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‘Ok, lads, you have everything you need to win this game. So go out and do it ,' said the coach. Eoin's not sure if it will be so easy! He’s just started a new school ... and a new sport. Everyone at school is mad about rugby, but Eoin hasn’t even held a rugby ball before! With new rules to learn, new friends to make and new teachers to get a handle on, he really doesn’t need to have Richie Duffy, the resident bully, picking him out as his latest target! And just who is this guy, Brian, who looks so out-of-date, but gives great rugby advice?
It's in the early morning, usually on dry, icy cold, thorn-strewn fields, that rugby legends are created. The boys are kaalvoet, the linesmen are spectators, sometimes unwillingly plucked from the makeshift stands, and the aroma of boerewors on hot coals drifts across the field. It is here that the love for the game of rugby is born, where passion is first ignited. Between the Lines is a journey to the heart of South Africa's rugby spirit. Join Matthew Knight as he travels from Bishops in Cape Town - the birthplace of rugby in South Africa - to the hallowed corridors of Hilton College and Michaelhouse in KwaZulu-Natal, to dusty platteland dorps where Bok greats such as Os du Randt were nurtured, and Grey College in Bloemfontein, the undisputed nursery for future Springboks. Knight meticulously mines South Africa's rich rugby heritage and interviews some of the former and current greats of the game. Characters such as Schalk Burger Snr and son, 'Skonk' Nicholson (South Africa's longest-serving coach), Mark Andrews and Nick Mallett, among many others, share their memories of the game that has left an indelible impression on their lives, as well as the lives of those who cheered them on from the stands. This is Knight's quest to discover the foundation of Springbok success: schools' rugby.
Sports-mad Eoin Madden is home in Tipperary for the holidays. There’s no rugby over the summer, so he and his Castlerock boarding school friends, Dylan and Alan, head down to Ormondstown GAA club and get involved with the hurling and football teams. The summer is full of fun as the boys all get into playing GAA – well, apart from Alan, who’s more into studying the opposition, and checking out the GAA stats. Eoin and Dylan take part in a hurling and football blitz against other clubs in the county and find some of the skills they’ve developed in rugby translate well to their native sports. The lads also have a bit of fun setting up a gardening business with their new teammates Vladis and Isaac to make some money. Everything is going well, so Eoin isn’t sure why he bumps into his old ghostly friend, Brian Hanrahan – along with the ghost of Michael Hogan, who died in Croke Park on Bloody Sunday. Usually when ghosts appear to Eoin it is because there’s something brewing. Some mystery or danger! The only thing going wrong in Ormondstown seems to be a bit of trouble with a gang of bullies. But Eoin and Dylan have handled the bullies – or have they? The ghostly action really hots up when the friends go to Dublin for the All-Ireland Hurling final. Eoin gains a deeper understanding of the tragedy of Bloody Sunday 100 years ago. But will he be in time to stop a modern tragedy unfolding?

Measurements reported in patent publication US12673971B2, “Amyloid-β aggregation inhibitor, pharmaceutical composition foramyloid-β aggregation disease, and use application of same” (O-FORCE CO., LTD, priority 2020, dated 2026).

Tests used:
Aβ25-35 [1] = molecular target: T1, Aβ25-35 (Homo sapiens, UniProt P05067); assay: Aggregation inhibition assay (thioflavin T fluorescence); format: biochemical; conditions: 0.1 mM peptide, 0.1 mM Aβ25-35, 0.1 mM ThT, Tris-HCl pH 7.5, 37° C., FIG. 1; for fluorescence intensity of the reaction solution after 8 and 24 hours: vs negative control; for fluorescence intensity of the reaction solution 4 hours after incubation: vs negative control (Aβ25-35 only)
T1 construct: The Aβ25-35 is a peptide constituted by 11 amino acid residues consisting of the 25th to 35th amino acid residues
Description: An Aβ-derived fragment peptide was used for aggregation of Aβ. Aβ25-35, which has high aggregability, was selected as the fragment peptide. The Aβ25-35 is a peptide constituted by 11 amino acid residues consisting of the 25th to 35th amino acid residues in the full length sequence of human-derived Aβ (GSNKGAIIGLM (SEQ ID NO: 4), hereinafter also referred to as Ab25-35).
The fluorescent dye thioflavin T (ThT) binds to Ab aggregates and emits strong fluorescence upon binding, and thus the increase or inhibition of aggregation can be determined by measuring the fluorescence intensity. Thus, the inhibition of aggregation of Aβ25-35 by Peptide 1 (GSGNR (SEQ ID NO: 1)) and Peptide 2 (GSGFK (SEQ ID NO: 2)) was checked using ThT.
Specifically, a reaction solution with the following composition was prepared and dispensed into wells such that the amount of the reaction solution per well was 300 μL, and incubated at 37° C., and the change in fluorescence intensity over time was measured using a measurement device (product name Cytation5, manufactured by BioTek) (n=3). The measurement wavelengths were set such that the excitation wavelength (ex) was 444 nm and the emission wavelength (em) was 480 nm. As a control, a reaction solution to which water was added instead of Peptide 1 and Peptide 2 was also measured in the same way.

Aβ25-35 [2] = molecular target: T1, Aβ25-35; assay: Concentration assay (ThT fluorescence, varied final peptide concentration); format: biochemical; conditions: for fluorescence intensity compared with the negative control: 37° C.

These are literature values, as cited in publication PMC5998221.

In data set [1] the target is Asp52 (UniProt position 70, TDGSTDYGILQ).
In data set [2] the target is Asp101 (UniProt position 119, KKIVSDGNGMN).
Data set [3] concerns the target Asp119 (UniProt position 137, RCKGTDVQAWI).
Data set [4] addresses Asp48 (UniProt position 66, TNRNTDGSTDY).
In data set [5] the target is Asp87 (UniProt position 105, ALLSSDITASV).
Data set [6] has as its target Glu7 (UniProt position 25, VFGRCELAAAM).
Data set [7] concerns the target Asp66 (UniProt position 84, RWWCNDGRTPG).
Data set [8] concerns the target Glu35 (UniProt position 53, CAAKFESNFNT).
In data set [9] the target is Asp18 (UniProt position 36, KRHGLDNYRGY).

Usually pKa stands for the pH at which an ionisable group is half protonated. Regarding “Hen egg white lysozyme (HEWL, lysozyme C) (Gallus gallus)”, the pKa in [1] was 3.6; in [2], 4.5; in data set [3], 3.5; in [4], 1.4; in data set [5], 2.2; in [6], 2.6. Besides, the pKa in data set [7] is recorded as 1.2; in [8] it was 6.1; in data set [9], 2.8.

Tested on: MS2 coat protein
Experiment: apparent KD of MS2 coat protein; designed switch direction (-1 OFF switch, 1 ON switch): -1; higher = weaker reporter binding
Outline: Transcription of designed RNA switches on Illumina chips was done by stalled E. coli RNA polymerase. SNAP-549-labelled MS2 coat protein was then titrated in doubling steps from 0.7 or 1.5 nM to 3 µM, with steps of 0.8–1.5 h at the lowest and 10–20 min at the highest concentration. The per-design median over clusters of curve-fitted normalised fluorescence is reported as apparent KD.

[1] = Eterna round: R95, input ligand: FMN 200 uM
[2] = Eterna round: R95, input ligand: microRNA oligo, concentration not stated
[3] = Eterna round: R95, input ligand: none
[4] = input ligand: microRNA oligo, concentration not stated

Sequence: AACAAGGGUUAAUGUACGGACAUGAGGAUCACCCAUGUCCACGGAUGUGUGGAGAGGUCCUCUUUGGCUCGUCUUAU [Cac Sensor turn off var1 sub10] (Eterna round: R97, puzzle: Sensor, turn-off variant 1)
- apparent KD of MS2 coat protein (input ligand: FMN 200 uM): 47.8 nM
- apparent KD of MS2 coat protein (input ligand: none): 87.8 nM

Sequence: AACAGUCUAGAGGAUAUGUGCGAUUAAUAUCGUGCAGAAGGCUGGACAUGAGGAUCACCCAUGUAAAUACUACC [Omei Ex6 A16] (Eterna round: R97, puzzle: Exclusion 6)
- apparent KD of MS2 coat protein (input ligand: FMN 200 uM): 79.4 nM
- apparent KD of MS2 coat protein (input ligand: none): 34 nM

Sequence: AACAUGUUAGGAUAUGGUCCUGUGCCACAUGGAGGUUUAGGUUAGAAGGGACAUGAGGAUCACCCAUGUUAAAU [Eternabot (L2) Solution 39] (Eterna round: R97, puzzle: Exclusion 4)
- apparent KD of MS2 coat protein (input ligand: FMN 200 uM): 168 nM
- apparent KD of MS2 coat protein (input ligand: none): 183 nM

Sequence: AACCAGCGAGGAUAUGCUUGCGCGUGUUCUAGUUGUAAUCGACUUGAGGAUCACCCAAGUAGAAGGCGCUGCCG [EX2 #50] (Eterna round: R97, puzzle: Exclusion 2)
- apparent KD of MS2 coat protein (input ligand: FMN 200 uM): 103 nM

Now updated–a practical guide to understanding rugby, North American—style Filled with illustrations and photographs of drills and shape-up exercises, Rugby For Dummies tackles North American rugby rules, levels of play, and how to coach junior players as well as adults. This revised edition includes the scoop on the fall 2007 rugby World Cup in France, expanded coverage of women’s rugby, and updated information on North America's best players and teams.
As a history, a technical manual, a practical guideline of the rugby scrum, and a great coaching tool for teachers and coaches of all levels, Rugby—The Art of Scrummaging is one of the most comprehensive rugby scrum theses ever assembled and published since the inception of rugby union. Rugby—The Art of Scrummaging contains many ideas and recommendations for coaches that will allow them to produce players who understand the necessary skills, thereby increasing their enjoyment through higher efficiency. That higher efficiency will also make their involvement in the scrum much safer, something that has been at the centre of this project’s focus. For coaches to teach well they have to be properly taught themselves, and the advice of all the scrummaging luminaries associated with this work will help them. Rugby—The Art of Scrummaging also presents many ideas on what might lead to better and safer scrum laws and better officiating. It does not include definitive recommendations on these two subjects, but provides a bank of information that should assist in any future reviews.
Eoin has been chosen for the Junior development squad so over the summer he gets to go to Dublin for a rugby summer school. Arising out of that, he and his new friends are taken on a trip to Twickenham, London, to play & watch rugby. While there, he meets a ghost: Prince Obolensky, a Russian who played rugby for England, scored a world famous try against New Zealand in Twickenham and later joined the RAF and died in WW2. The fourth book in the Rugby Spirit series.

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